Tuesday, October 19, 2010

The Good Brew News Just Keeps On Coming

When I made the announcement last week about the formation of the Kenai Peninsula Brewing & Tasting Society (KPB&TS), I had no idea how much interest it would spark. Based on the calls and emails I've gotten, there are quite a few folks in the local area who think it's high time we had a club like this. If you're one of them, remember, the first meeting will be at 6:30 pm, Wednesday, 3 November, at the Kenai River Brewing Company. Bring a beer to share and I'll see you there.

Given the serendipitous way this whole thing has gone, I shouldn't be surprised that I just learned today that a brand-new homebrew store will be opening up here in Soldotna, just off K-Beach Road. The Copper Kettle Brewing Supply Company will be located behind Save-U-More and is owned by Shane & Melanie Noblin. They are still finishing up some construction and getting their stock in, but they hope to be open on Monday, 1 November! Based on their Facebook page, they're going to have lots of great stuff, which will mean I will no longer have to plan my brewing around trips to Arctic Brewing Supply in Anchorage. They will be at the KPB&TS meeting on November 3rd, so that will be a great chance to meet them.

Out at Kassik's Kenai Brew Stop, the expansion continues. Here's the latest update from them: "The gable end butting up to the existing building is finally enclosed, now to paper and ice shield the roof until the roofers get here. Tyvek and flashing on the outside this week. Roll up door should be here end of next week. Hopefully we can start standing walls on our new tasting room end of the week." Let's all cross our fingers that the weather continues to cooperate and they can get all the exterior work done before the snow flies.

Kenai River Brewing will be releasing the next beer in their series of Single Hop IPAs this Friday, October 22nd. This one is hopped with UK Northdowns, another hop that I am totally unfamiliar with. After doing a little research, I've learned that it's similar to the Northern Brewer variety (which I am familiar with) but with better flavor and aroma than that classic bittering hop. Fullers uses Northdown hops in their classic ESB, so that suggest they should make a pretty fine beer. I'm looking forward to picking up a liter and better educating my palate on this variety. I've said this before, but once again I want to compliment Doug, Joe, & Wendell on their willingness to experiment with this series. At least for a beer geek like me, having the opportunity to experience the impact of the different hop varieties in isolation is incredibly cool.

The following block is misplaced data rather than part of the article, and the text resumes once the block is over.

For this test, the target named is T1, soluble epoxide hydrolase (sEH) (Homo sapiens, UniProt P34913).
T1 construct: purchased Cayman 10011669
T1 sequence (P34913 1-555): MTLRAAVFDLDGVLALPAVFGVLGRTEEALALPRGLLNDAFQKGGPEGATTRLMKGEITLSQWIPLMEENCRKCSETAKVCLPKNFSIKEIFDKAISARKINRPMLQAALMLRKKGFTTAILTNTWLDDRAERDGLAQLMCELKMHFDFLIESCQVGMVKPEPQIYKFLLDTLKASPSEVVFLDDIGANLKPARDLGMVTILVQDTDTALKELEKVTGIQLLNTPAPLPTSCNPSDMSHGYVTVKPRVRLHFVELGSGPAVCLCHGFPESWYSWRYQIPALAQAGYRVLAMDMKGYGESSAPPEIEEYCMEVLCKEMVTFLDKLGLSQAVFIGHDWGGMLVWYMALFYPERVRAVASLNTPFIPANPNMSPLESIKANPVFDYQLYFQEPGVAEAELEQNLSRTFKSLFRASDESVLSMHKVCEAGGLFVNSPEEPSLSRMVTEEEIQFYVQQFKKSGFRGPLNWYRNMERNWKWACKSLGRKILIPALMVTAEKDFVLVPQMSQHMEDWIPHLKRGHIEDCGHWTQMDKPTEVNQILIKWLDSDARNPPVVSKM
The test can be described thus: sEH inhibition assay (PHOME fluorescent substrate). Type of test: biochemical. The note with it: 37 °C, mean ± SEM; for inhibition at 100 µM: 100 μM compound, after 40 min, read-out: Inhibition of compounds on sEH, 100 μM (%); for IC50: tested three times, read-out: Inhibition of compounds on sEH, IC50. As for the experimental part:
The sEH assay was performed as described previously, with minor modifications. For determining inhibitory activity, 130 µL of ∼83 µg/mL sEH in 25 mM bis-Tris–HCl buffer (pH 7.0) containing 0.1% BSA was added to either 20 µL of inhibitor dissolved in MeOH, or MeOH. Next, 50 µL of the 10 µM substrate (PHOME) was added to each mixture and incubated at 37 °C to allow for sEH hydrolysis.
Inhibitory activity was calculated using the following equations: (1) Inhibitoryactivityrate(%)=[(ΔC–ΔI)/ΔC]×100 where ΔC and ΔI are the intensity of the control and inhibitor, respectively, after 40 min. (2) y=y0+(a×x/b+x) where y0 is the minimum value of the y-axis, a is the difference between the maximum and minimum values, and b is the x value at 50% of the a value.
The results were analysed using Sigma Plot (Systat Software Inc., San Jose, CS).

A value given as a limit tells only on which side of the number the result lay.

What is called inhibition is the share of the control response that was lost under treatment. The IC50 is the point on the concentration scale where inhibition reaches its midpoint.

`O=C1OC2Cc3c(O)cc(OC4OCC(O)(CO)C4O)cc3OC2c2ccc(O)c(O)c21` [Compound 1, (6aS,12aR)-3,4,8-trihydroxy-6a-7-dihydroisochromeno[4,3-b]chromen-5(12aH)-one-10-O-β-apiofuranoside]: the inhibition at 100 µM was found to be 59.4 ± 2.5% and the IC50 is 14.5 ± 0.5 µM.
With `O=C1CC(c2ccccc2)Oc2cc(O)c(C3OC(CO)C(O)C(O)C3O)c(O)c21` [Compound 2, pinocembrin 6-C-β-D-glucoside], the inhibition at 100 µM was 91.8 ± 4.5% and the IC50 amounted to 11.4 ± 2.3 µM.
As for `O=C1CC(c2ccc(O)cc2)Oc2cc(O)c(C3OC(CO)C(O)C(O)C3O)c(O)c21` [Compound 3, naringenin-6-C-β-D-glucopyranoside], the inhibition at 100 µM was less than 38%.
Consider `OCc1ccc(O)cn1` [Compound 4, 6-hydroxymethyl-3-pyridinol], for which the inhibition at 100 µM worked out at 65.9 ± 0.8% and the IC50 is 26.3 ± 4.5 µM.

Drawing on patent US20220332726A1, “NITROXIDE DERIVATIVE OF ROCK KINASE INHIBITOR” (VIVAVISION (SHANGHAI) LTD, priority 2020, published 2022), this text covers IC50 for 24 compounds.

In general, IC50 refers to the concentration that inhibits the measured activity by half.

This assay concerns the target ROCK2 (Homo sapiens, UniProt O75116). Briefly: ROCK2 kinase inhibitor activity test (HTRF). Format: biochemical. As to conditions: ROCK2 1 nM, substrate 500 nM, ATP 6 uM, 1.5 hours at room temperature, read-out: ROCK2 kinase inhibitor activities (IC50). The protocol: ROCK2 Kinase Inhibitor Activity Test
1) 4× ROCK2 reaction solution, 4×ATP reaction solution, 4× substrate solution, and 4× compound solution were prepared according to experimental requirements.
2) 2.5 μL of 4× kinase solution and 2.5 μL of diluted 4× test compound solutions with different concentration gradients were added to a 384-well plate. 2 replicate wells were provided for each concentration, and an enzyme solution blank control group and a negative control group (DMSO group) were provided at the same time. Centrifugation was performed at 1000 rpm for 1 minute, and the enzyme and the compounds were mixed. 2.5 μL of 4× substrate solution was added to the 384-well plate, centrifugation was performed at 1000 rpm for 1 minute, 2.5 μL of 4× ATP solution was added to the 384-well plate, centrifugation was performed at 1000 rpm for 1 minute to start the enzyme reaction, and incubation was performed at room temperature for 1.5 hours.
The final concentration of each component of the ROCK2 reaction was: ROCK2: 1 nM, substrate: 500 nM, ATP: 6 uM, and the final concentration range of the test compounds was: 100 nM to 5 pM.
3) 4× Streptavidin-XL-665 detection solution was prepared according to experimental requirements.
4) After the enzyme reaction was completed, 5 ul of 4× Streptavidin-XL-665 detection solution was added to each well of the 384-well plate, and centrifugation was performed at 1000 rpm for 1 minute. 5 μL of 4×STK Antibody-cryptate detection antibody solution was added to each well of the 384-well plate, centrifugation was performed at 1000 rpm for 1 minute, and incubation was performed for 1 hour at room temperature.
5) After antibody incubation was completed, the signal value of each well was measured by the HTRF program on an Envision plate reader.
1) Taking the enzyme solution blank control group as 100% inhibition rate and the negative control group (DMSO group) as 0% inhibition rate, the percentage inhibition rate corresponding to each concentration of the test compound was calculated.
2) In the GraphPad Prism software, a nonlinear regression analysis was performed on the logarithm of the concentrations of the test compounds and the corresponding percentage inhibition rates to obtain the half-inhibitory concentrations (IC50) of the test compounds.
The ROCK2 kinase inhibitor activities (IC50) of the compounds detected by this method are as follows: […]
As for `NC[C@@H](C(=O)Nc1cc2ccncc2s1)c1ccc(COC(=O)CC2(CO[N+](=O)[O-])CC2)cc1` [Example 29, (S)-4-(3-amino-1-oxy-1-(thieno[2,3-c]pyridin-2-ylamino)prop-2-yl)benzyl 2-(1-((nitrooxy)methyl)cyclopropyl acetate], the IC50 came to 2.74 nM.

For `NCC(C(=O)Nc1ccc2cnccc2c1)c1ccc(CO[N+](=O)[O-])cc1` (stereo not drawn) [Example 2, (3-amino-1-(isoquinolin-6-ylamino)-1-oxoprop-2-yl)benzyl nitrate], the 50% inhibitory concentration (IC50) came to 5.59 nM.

I've heard that the Mighty Matanuska Brewfest last weekend was a great success, with Denali Brewing Company being chosen to brew the official beer for next year's Alaska State Fair. Congratulations to you guys and when are we going to see some of your beers down here on the Peninsula? The beer tasting dinner on Sunday at the Fire Tap Alehouse in Anchorage also got rave reviews from its attendees. Sounds like that would also be an idea worth transplanting down here.

Speaking of beers on the Peninsula, I found some of Bridgeport's Czar Hop (reviewed last week) for sale at the Grog Shop in Homer. Haven't seem it anywhere else down here yet, but I'm keeping an eye out. I did see new a Bridgeport beer at Fred Meyer in Soldotna: Hop Harvest Imperial IPA. This is part of their Big Beers Series, first brewed in 2008. It's a fresh hop ale, meaning it's brewed with fresh or "green" hops, rather than the standard dried hops. Drying, besides stabilizing the hop cones so that they can be stored, also greatly reduces their weight, as most of the water is removed. That mean that when hops are used fresh, a great deal more by weight must be used to achieve the same level of hoppiness in the final product. In the case of Hop Harvest, Bridgeport states that they use over 750 lbs of hops per batch. That's a lot of hops, especially when you consider that the hops have to make it from the field to the brewery in the matter of a few hours, or they will spoil.